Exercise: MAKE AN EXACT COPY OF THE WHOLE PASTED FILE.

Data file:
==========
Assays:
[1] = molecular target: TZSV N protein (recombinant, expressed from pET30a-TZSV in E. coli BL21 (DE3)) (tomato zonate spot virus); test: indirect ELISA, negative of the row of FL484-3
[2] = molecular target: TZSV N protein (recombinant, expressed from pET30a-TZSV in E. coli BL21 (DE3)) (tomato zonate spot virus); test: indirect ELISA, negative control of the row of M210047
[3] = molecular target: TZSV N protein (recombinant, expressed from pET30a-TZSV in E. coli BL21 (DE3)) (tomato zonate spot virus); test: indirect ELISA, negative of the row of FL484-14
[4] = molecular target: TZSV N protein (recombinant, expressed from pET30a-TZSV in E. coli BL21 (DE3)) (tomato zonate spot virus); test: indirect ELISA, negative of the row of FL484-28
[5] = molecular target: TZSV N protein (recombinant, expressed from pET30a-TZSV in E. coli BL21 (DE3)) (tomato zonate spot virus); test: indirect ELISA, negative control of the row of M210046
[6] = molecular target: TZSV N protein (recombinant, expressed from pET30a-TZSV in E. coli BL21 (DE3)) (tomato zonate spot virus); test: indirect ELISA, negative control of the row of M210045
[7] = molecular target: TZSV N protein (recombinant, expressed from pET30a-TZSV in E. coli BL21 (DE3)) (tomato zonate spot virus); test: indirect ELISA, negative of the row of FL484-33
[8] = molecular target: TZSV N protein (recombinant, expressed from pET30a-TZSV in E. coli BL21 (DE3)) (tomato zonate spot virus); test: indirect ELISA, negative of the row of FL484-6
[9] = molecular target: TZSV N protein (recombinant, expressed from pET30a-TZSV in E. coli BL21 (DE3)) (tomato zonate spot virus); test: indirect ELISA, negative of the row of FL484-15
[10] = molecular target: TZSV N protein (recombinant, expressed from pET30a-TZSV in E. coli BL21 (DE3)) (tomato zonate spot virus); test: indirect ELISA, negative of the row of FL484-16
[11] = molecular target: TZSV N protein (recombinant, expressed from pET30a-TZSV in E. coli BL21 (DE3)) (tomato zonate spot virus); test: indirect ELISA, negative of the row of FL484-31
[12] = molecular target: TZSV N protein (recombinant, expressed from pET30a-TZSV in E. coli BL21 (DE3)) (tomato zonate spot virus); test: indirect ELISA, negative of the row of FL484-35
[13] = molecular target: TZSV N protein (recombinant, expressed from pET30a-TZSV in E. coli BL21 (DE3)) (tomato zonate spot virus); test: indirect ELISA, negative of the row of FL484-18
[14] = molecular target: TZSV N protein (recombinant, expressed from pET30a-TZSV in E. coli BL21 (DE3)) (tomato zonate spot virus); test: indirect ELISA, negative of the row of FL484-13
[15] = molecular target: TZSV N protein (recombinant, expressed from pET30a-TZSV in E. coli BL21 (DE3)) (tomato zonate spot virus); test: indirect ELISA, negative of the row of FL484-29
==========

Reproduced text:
Assays:
[1] = molecular target: TZSV N protein (recombinant, expressed from pET30a-TZSV in E. coli BL21 (DE3)) (tomato zonate spot virus); test: indirect ELISA, negative of the row of FL484-3
[2] = molecular target: TZSV N protein (recombinant, expressed from pET30a-TZSV in E. coli BL21 (DE3)) (tomato zonate spot virus); test: indirect ELISA, negative control of the row of M210047
[3] = molecular target: TZSV N protein (recombinant, expressed from pET30a-TZSV in E. coli BL21 (DE3)) (tomato zonate spot virus); test: indirect ELISA, negative of the row of FL484-14
[4] = molecular target: TZSV N protein (recombinant, expressed from pET30a-TZSV in E. coli BL21 (DE3)) (tomato zonate spot virus); test: indirect ELISA, negative of the row of FL484-28
[5] = molecular target: TZSV N protein (recombinant, expressed from pET30a-TZSV in E. coli BL21 (DE3)) (tomato zonate spot virus); test: indirect ELISA, negative control of the row of M210046
[6] = molecular target: TZSV N protein (recombinant, expressed from pET30a-TZSV in E. coli BL21 (DE3)) (tomato zonate spot virus); test: indirect ELISA, negative control of the row of M210045
[7] = molecular target: TZSV N protein (recombinant, expressed from pET30a-TZSV in E. coli BL21 (DE3)) (tomato zonate spot virus); test: indirect ELISA, negative of the row of FL484-33
[8] = molecular target: TZSV N protein (recombinant, expressed from pET30a-TZSV in E. coli BL21 (DE3)) (tomato zonate spot virus); test: indirect ELISA, negative of the row of FL484-6
[9] = molecular target: TZSV N protein (recombinant, expressed from pET30a-TZSV in E. coli BL21 (DE3)) (tomato zonate spot virus); test: indirect ELISA, negative of the row of FL484-15
[10] = molecular target: TZSV N protein (recombinant, expressed from pET30a-TZSV in E. coli BL21 (DE3)) (tomato zonate spot virus); test: indirect ELISA, negative of the row of FL484-16
[11] = molecular target: TZSV N protein (recombinant, expressed from pET30a-TZSV in E. coli BL21 (DE3)) (tomato zonate spot virus); test: indirect ELISA, negative of the row of FL484-31
[12] = molecular target: TZSV N protein (recombinant, expressed from pET30a-TZSV in E. coli BL21 (DE3)) (tomato zonate spot virus); test: indirect ELISA, negative of the row of FL484-35
[13] = molecular target: TZSV N protein (recombinant, expressed from pET30a-TZSV in E. coli BL21 (DE3)) (tomato zonate spot virus); test: indirect ELISA, negative of the row of FL484-18
[14] = molecular target: TZSV N protein (recombinant, expressed from pET30a-TZSV in E. coli BL21 (DE3)) (tomato zonate spot virus); test: indirect ELISA, negative of the row of FL484-13
[15] = molecular target: TZSV N protein (recombinant, expressed from pET30a-TZSV in E. coli BL21 (DE3)) (tomato zonate spot virus); test: indirect ELISA, negative of the row of FL484-29